How to Identify Depression in a Loved One

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By Sandy Baker

Could your loved one be suffering from depression?

Individuals who use drugs and alcohol can suffer from depression at a very high rate. In a study conducted by the National Institute on Drug Abuse, an estimated 20 to 67 percent of individuals seeking alcohol addiction treatment also experienced depression. Some, as many as 8 percent, also suffered from bipolar disorder.

Depression can make a person more vulnerable to drug and alcohol addiction. And, for those with a genetic predisposition for it, individuals who use drugs and alcohol chronically may develop depression. In both cases, parents, siblings, spouses, and others need to know the warning signs of depression and how to react to it.

Recognize the Risk First

It is easy to brush off depression as just a bad mood, but clinical depression is something people cannot overcome on their own. With 16.2 million people in the United States struggling with major depressive disorder and 1.5 percent of all American adults in any given year suffering from persistent depressive disorder, according to the National Institutes of Mental Health, you need to monitor what is happening with your loved one. Many of these individuals are at a high risk for suicide.

What Should You Look for in a Loved One?

If your loved one uses drugs or alcohol, he or she may not be dealing with their life properly. And, they may be using alcohol and drugs to mask their challenges. Here are a few common warning signs that indicate your loved one needs help.

#1: No Longer Interested in What They Used to Love
This is perhaps the most telling sign of depression. A person no longer wants to do what he or she used to love. Rather, they spend time with mindless activities such as surfing the TV or internet. This condition, called anhedonia, is defined as a loss of pleasure. If your loved one used to love spending time with horses and no longer does, this could be an indication, for example.

#2: Changes in Eating Habits
Though drugs and alcohol can cause a change in eating habits as well, many people who are facing depression head on are unable to eat properly. They may have sudden weight loss. Or, they may turn to food for comfort. This creates weight gain. For example, you may initially think your spouse is just not eating well, but it could be a sign of an emotional disorder.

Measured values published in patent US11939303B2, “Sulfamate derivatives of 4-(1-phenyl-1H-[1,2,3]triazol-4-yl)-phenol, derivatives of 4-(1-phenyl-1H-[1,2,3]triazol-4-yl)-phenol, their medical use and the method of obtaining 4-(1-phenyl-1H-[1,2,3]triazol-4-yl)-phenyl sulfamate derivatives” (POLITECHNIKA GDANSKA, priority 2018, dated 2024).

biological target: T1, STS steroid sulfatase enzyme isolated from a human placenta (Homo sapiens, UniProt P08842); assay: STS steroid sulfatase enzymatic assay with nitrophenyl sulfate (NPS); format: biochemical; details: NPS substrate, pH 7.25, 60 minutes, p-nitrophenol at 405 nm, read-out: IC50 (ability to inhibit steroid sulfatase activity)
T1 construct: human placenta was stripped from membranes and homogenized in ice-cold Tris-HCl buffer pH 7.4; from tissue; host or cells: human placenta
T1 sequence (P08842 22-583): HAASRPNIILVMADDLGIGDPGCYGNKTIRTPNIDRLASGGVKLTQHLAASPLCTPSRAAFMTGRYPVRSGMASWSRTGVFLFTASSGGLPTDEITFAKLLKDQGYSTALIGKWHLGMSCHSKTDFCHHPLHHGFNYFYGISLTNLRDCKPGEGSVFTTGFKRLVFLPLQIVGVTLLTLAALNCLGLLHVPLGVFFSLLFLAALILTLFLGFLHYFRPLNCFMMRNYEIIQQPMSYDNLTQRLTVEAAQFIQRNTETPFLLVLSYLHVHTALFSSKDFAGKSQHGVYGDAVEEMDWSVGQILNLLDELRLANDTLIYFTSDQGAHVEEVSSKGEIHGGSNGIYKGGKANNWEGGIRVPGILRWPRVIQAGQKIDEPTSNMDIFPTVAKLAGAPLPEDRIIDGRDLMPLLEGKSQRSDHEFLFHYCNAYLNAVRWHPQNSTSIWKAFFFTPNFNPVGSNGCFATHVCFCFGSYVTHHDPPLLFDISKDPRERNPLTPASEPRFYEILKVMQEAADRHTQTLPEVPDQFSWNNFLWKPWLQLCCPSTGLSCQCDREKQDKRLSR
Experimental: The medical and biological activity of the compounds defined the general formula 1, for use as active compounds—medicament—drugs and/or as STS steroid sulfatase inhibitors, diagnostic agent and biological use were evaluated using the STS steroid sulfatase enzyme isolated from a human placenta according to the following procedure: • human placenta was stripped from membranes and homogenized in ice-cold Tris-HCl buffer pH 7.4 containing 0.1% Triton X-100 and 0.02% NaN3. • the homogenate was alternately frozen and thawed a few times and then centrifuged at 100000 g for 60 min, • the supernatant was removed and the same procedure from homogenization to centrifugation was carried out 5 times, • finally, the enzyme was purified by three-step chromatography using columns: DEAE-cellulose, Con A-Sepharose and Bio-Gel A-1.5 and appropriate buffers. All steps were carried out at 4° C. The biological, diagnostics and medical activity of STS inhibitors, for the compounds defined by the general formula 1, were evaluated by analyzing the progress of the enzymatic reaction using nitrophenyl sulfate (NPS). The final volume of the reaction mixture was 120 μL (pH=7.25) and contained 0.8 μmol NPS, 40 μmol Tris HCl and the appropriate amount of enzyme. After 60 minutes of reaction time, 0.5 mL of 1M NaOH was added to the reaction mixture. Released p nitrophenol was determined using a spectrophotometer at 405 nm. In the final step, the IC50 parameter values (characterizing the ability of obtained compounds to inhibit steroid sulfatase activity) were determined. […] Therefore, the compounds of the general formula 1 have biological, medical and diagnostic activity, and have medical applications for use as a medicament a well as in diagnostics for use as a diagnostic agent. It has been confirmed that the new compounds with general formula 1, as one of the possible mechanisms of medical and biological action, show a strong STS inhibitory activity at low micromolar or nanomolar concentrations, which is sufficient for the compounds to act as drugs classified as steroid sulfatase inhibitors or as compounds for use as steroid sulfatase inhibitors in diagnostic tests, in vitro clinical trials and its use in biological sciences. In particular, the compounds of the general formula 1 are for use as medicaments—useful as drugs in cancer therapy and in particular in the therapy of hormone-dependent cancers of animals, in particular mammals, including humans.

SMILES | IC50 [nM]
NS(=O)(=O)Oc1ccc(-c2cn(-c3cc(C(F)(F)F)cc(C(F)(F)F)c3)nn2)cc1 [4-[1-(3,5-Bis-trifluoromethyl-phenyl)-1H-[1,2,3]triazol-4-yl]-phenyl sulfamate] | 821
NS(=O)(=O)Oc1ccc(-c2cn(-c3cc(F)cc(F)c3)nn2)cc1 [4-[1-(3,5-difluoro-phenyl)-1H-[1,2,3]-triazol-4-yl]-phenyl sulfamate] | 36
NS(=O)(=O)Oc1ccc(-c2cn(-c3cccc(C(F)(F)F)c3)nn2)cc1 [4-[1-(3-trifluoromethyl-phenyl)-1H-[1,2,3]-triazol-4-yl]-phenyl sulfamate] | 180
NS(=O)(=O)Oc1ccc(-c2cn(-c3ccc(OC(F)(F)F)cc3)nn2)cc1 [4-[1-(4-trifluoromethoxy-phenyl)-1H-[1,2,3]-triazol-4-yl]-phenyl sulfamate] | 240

#3: Negative Thoughts Are Often Discussed
Many people make negative statements throughout the day. This does not make them depressed. However, an individual who expresses negative thoughts on a routine basis may be struggling with clinical depression. “I am no good at anything.” “No one really cares.” “Why does it matter?” These types of thoughts indicate a clinical depression may be present.

#4: Anger, Frustration, and Irritability
Sometimes, depression can hide behind anger. A loved one may be using drugs and alcohol to mask this, too. For example, without alcohol, the individual expresses his or her anger more fully, lashing out to those who are close. In some situations, the frustration and irritability are unleashed at anyone, even those who may have done nothing to upset the individual.

#5: Suicidal Thoughts
Many people with depression talk about suicide. It is not a hidden thought that passes through their mind, but something they discuss with those around them. It is true some people never mention it and go on to commit it. However, it is much more common for an individual to make statements about dying, death, or killing themselves. Sometimes, this is very passive. “I just want to give up today.” “I’m just going to put a gun to my head after this day.” Any talk of ending one’s life should be taken seriously.

What Should You Do?

If your loved one is expressing any of these or other signs of depression—such as difficulty sleeping, a loss of confidence, or difficulty communicating—seek out help. If the individual is also using drugs and alcohol, it is important to consider treatment in an addiction and recovery center.

By detoxing from alcohol or drugs, the individual will be forced to face depressive thoughts and painful memories. Doing this in a safe space is critical to protecting your loved one’s health and wellbeing.

Depression does not just go away. Consider Ranch at Dove Tree’s alcohol and drug addiction program to help the individual to work through these complications and begin to embrace the possibility of a brighter future.

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To learn more about our programs at Ranch at Dove Tree, Texas Panhandle treatment centers, please contact us today at 800.218.6727.

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